It will always be a problem when extremist hijack symbols, especially flags. The Nazi Swastika was/is a very old emblem. In England we have the same problem, Most countries recognise our Union Jack, which is made up of three flags, the flags of England, Scotland and Ireland. The English flag of St George is a red cross on a white background. Extreme right wing parties use this flag, so many uninformed people (mostly immigrants) associate the flag with racists.
    Yes you are correct Washington is the only US president in Parliament Square, the square is not exclusively for the British. There is Nelson Mandela and Jan Smuts, both South Africans. Jan Smuts was our enemy in the Boar War and tied up a lot of British troops with his raids. You see what I mean about time, memorials and values??? Who in the 1780s would imagine a statue of George Washington in London and who in 1900 could imagine a statue of Jan Smuts in Parliament Square!
    Back to Gettysburg, seems along way back in these discussions. I have never been to a town with so many Statues and Memorials, would it look right/correct to remove all the Confederate ones? They were all Americans that died, they all died for what they believed in and should be remembered for that.

    • Glen Alan Graham says:

      Ron, this seems to be a sort of farewell message. Not surprising, because the original post concerning the final day of the Battle of Gettysburg, along with the “rabbit trail” thread of comments about monuments and symbols, have been pretty much exhausted.

      But I cannot let you leave without telling you once again how much I esteem the viewpoints of an “outsider” who has no horse in this race. Here in this posting you end with yet another sage thought: your final sentence says it all, better than I or anybody else probably could. If only folks will read and heed you!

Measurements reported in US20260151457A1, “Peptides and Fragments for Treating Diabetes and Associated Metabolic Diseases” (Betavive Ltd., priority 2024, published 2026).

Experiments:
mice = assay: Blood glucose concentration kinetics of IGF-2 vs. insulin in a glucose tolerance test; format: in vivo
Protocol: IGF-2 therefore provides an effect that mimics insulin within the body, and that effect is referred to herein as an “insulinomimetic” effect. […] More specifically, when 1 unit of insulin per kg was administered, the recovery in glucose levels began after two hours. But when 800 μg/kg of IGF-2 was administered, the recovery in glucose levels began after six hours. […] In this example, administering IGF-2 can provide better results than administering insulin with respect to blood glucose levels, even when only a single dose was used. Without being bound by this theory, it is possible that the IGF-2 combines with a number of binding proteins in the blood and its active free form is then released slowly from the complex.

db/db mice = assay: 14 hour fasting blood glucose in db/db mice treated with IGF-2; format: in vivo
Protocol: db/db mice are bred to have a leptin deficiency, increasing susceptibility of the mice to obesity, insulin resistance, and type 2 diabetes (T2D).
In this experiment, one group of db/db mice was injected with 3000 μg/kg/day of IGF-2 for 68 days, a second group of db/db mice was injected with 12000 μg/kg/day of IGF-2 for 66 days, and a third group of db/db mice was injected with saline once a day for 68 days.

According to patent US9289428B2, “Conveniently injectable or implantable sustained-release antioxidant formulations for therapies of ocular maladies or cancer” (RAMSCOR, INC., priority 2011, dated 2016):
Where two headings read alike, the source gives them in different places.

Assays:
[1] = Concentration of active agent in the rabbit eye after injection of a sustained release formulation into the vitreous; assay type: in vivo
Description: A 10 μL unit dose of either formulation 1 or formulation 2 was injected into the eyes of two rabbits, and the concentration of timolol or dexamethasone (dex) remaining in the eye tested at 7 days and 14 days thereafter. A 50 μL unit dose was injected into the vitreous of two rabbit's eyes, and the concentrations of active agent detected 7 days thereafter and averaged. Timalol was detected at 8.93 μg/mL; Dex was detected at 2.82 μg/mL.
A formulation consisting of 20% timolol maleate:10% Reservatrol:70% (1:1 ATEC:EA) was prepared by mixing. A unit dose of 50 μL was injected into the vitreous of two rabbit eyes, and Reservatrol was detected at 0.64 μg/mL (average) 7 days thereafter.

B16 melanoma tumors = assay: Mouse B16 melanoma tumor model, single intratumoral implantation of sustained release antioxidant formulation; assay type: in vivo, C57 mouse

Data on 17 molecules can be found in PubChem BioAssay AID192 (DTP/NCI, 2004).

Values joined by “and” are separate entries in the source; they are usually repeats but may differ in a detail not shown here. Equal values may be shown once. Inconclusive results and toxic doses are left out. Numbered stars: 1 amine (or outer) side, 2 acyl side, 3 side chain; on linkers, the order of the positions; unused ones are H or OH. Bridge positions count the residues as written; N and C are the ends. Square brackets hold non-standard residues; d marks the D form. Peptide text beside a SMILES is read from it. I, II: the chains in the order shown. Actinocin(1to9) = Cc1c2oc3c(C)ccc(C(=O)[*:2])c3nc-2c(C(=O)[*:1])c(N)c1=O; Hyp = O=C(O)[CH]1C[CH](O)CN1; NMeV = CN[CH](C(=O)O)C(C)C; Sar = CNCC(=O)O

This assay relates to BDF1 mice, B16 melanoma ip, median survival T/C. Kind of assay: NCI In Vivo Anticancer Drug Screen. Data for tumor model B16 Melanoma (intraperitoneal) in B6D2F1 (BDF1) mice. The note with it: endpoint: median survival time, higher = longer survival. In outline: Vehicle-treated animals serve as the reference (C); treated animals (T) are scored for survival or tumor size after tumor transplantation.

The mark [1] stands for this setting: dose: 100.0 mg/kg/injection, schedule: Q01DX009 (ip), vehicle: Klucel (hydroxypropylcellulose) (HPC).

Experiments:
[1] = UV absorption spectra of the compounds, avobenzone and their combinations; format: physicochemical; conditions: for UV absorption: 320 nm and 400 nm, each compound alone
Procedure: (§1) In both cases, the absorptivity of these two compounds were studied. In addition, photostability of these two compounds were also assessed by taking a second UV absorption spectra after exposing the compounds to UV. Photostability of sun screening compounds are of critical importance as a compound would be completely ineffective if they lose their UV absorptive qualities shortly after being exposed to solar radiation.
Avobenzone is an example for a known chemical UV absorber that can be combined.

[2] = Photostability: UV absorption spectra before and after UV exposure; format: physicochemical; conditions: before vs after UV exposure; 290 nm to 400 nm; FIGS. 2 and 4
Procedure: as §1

• Sami says:

      True indeed!

  23. Jane says:

    The Civil War is part of the history of America. All men go to war because they believe in their cause or their leaders or their brothers. I am glad that the states are united and that the principals set forth by our founders that all men are created equal stands today. Having said that, I don’t believe all confederates were bad. I don’t see anything wrong with statues memorializing great generals. I don’t see why they have to be torn down. They fought for their beliefs as was their right. I don’t think confederate flags should fly over government buildings as we were and are united. Private flying of the flag should be a persons right. This is just one historians opinion. We may not all agree, but attempting to hide or destroy history does not make it less real and does not wipe away the past.